--This is the most important article I've ever written. It was my effort to bring together the newest developments in many fields in the 1990s, and link them up to older ideas (from David Hume and Robert Zajonc) about the primacy of affect. I formulated the "Social Intuitionist Model" as an alternative to the rationalist models that had dominated moral psychology in the 1980s and 1990s. The model says that most of the action in moral psychology is in our intuitions -- our automatic evaluative responses. People do indeed reason, but that reasoning is done primarily to prepare for social interaction, not to search for truth. We are just not very good at thinking open-mindedly about moral issues, so rationalist models end up being poor descriptions of actual moral psychology.


Haidt, J., & Joseph, C. (2004). Intuitive Ethics: How Innately Prepared Intuitions Generate Culturally Variable Virtues. Daedalus, pp. 55-66, Special issue on human nature. Request article

--This was my first statement of "moral foundations theory", an attempt to specify the best candidates for being the evolved and innate psychological systems upon which cultures construct an enormous variety of virtues and institutions. For a fuller statement, see pub #41 and pub #62. For more on moral foundations theory see


**Haidt, J., & Graham, J. (2007). When morality opposes justice: Conservatives have moral intuitions that liberals may not recognize. Social Justice Research, 20, 98-116. Request article
--This is an accessible introduction to moral foundations theory. It was given the Morton Deutsch Award, for the best article published in Social Justice Research in 2007


Haidt, J., & Joseph, C. (2007). The moral mind: How 5 sets of innate moral intuitions guide the development of many culture-specific virtues, and perhaps even modules. In P. Carruthers, S. Laurence, and S. Stich (Eds.) The Innate Mind, Vol. 3. New York: Oxford, pp. 367-391. View article
--This is our most complete statement of the cognitive science of morality. It examines various notions of "modularity," concluding that for moral and cultural psychology, the best one is the version proposed by Dan Sperber in which "learning modules" are innate, and they generate dozens or hundreds of culture-specific modules during childhood. It is also our most complete statement on virtue ethics, thanks to the expertise of Craig Joseph.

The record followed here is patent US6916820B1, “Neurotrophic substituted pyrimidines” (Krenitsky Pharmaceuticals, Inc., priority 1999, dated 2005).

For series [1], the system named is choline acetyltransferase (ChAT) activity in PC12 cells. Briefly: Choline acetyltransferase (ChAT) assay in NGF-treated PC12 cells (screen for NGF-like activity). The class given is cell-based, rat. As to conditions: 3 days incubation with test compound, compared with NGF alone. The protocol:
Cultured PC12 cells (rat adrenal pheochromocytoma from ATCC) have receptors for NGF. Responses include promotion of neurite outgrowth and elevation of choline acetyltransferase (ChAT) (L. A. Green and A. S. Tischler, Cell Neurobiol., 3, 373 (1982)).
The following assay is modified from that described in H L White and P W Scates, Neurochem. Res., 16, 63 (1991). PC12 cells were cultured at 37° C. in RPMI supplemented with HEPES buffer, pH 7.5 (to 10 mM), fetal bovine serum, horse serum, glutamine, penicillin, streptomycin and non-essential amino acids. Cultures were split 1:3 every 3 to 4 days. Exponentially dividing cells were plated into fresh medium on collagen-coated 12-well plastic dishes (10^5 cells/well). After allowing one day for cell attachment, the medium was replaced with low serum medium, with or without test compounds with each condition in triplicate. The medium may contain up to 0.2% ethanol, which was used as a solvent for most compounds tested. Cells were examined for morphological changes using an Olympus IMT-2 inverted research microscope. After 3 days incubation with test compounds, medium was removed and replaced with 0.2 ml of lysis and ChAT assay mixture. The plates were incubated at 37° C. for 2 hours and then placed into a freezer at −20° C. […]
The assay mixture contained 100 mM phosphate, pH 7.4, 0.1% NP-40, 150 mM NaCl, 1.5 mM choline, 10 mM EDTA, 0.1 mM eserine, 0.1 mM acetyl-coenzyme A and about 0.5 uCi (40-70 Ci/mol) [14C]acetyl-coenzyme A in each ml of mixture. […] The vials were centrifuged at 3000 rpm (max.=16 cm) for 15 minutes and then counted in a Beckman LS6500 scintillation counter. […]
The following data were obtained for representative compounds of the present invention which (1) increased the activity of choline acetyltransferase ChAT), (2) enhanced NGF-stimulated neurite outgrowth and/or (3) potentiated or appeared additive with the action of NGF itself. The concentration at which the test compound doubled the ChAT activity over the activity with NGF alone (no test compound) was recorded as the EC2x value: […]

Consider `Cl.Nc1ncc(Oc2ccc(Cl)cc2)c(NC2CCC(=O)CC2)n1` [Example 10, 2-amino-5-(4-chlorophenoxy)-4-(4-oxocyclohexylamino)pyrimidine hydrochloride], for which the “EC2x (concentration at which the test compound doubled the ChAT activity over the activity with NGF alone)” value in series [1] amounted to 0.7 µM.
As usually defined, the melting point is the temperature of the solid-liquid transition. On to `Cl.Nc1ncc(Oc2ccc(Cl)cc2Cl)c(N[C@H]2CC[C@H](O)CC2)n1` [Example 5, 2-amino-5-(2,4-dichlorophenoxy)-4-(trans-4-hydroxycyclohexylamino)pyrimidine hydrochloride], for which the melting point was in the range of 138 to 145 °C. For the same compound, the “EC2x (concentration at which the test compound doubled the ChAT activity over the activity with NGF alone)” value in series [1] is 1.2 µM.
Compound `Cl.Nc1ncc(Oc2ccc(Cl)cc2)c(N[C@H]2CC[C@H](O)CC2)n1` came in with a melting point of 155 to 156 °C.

Shweder, R. A., Haidt, J., Horton, R., & Joseph, C. (2008). The cultural psychology of the emotions: Ancient and renewed. In M. Lewis, J. M. Haviland-Jones & L. F. Barrett (Eds.), Handbook of emotions, 3rd ed. (pp. 409-427). New York: Guilford Press. Request article
--This article, written mostly by Shweder, is particularly noteworthy for its presentation of Rasa theory, an ancient Hindu idea about aesthetic emotions.


**Haidt, J., & Graham, J. (2009). Planet of the Durkheimians, Where Community, Authority, and Sacredness are Foundations of Morality. In J. Jost, A. C. Kay, & H. Thorisdottir (Eds.), Social and Psychological Bases of Ideology and System Justification. Request article [Here is a link to the manuscript, which may be easier to read than the scanned version of the final article.]
--This is the most sociological article I've ever written, and its one I'm most proud of. When I first read Durkheim, in graduate school, I had an experience of enlightenment -- my first view of societies as emergent organisms. This article applies the ideas of Durkheim, Tonnies, and Weber to Moral Foundations Theory.


Olatunji, B. O., Moretz, M. W., Bjorklund, F., de Jong, P., Haidt, J., Hursti, T. J., Imada, S., Koller, S., Mancini, F., McKay, D., Page, A. C., & Schienle, A. (2009). Confirming the Three-Factor Structure of the Disgust Scale-Revised in Eight Countries. Journal of Cross-Cultural Psychology, 40, 234-255. Request article

77 **Haidt, J., & Kesebir, S. (2010). Morality. In S. Fiske, & D. Gilbert (Eds.) Handbook of Social Psychology, 5th Edition. Request article
--This is my absolute most-complete statement on what morality is, where it comes from, how it works, and why people disagree about it. It is in essence a precis of my next book, The Righteous Mind. It's long, and it's written for an audience of social psychologists, but it should be accessible to non-specialists.



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Last Updated March 10, 2010